All of this does not necessarily mean that making HPV vaccination mandatory is the solution. However, what then is the solution to a majority of adolescents still not getting vaccinated (at least by age 13 and when sexual activity for some begin)? As Haywood described, this is a situation in which many are “not taking full advantage of preventive measures. A big issue is lack of awareness of the HPV vaccine and its benefits.” HPV vaccine awareness campaigns may help push up vaccination rates, but by how much?

The wonderfully straight-forward and transparent world of politics will help determine whether Senate Bill 1558 becomes a law in Florida. A similar bill failed to pass in 2011. But things have changed since 2011, in good ways and bad.

February, 2018|Oral Cancer News|

The Unforgiving Math That Stops Epidemics

Author: Tara C. Smith
Source: www.quantamagazine.org
Date: October 26, 2017

As the annual flu season approaches, medical professionals are again encouraging people to get flu shots. Perhaps you are among those who rationalize skipping the shot on the grounds that “I never get the flu” or “if I get sick, I get sick” or “I’m healthy, so I’ll get over it.” What you might not realize is that these vaccination campaigns for flu and other diseases are about much more than your health. They’re about achieving a collective resistance to disease that goes beyond individual well-being — and that is governed by mathematical principles unforgiving of unwise individual choices.

When talking about vaccination and disease control, health authorities often invoke “herd immunity.” This term refers to the level of immunity in a population that’s needed to prevent an outbreak from happening. Low levels of herd immunity are often associated with epidemics, such as the measles outbreak in 2014-2015 that was traced to exposures at Disneyland in California. A study investigating cases from that outbreak demonstrated that measles vaccination rates in the exposed population may have been as low as 50 percent. This number was far below the threshold needed for herd immunity to measles, and it put the population at risk of disease.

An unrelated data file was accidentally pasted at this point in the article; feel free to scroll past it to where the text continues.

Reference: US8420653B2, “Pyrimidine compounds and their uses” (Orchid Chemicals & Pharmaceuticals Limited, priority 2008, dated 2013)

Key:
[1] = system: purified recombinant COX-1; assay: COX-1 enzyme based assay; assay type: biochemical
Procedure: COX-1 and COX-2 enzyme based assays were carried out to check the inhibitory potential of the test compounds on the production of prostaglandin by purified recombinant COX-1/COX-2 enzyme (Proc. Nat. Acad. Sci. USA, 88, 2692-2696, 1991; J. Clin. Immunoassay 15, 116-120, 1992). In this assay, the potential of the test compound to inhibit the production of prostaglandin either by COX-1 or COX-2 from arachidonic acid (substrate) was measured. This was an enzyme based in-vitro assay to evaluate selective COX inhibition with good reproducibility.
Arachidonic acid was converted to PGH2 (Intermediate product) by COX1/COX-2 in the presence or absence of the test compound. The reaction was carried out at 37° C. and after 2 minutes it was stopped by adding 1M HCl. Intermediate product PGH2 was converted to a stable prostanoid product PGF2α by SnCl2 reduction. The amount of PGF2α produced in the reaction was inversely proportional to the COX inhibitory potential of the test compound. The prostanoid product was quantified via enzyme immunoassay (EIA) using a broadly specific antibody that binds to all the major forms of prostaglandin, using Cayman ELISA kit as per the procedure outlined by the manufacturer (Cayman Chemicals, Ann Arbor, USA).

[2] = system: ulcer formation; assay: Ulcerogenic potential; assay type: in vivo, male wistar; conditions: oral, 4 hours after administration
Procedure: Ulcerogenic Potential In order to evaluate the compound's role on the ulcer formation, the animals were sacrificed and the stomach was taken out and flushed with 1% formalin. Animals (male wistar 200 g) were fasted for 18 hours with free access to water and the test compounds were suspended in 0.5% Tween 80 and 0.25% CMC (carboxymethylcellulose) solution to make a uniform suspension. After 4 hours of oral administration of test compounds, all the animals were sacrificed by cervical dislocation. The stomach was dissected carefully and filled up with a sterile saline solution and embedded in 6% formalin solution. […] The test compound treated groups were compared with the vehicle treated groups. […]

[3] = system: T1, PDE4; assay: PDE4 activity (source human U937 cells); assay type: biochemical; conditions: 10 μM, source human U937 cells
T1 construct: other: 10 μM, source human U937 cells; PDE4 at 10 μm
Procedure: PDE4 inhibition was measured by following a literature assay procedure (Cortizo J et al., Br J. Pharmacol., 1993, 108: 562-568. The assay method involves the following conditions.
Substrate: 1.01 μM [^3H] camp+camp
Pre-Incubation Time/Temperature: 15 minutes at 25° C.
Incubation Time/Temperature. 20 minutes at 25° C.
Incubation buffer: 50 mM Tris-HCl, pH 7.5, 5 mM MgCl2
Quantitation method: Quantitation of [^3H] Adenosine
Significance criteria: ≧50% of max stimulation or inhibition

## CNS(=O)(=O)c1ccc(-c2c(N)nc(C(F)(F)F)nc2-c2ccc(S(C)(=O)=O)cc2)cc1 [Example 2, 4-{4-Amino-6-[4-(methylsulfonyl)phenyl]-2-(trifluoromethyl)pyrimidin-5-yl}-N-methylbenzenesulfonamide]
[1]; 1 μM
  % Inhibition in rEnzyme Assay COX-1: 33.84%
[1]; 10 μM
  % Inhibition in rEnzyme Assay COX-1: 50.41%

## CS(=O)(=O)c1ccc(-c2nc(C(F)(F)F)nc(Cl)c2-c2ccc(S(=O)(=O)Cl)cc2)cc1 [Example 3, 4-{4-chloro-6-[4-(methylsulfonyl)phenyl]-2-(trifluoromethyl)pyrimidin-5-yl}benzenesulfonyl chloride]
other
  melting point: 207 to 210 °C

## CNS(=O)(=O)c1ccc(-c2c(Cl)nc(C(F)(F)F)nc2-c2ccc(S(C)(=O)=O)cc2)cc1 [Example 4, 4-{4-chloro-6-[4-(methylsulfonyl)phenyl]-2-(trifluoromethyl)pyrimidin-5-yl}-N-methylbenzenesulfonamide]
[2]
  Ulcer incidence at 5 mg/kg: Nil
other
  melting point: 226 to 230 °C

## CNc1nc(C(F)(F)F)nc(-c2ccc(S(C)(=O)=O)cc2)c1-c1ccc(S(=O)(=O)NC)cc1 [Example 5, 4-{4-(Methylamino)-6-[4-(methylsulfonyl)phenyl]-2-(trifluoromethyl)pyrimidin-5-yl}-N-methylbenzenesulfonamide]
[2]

The necessary level of immunity in the population isn’t the same for every disease. For measles, a very high level of immunity needs to be maintained to prevent its transmission because the measles virus is possibly the most contagious known organism. If people infected with measles enter a population with no existing immunity to it, they will on average each infect 12 to 18 others. Each of those infections will in turn cause 12 to 18 more, and so on until the number of individuals who are susceptible to the virus but haven’t caught it yet is down to almost zero. The number of people infected by each contagious individual is known as the “basic reproduction number” of a particular microbe (abbreviated R0), and it varies widely among germs. The calculated R0 of the West African Ebola outbreak was found to be around 2 in a 2014 publication, similar to the R0 computed for the 1918 influenza pandemic based on historical data.

Quantized Columns

If the Ebola virus’s R0 sounds surprisingly low to you, that’s probably because you have been misled by the often hysterical reporting about the disease. The reality is that the virus is highly infectious only in the late stages of the disease, when people are extremely ill with it. The ones most likely to be infected by an Ebola patient are caregivers, doctors, nurses and burial workers — because they are the ones most likely to be present when the patients are “hottest” and most likely to transmit the disease. The scenario of an infectious Ebola patient boarding an aircraft and passing on the disease to other passengers is extremely unlikely because an infectious patient would be too sick to fly. In fact, we know of cases of travelers who were incubating Ebola virus while flying, and they produced no secondary cases during those flights.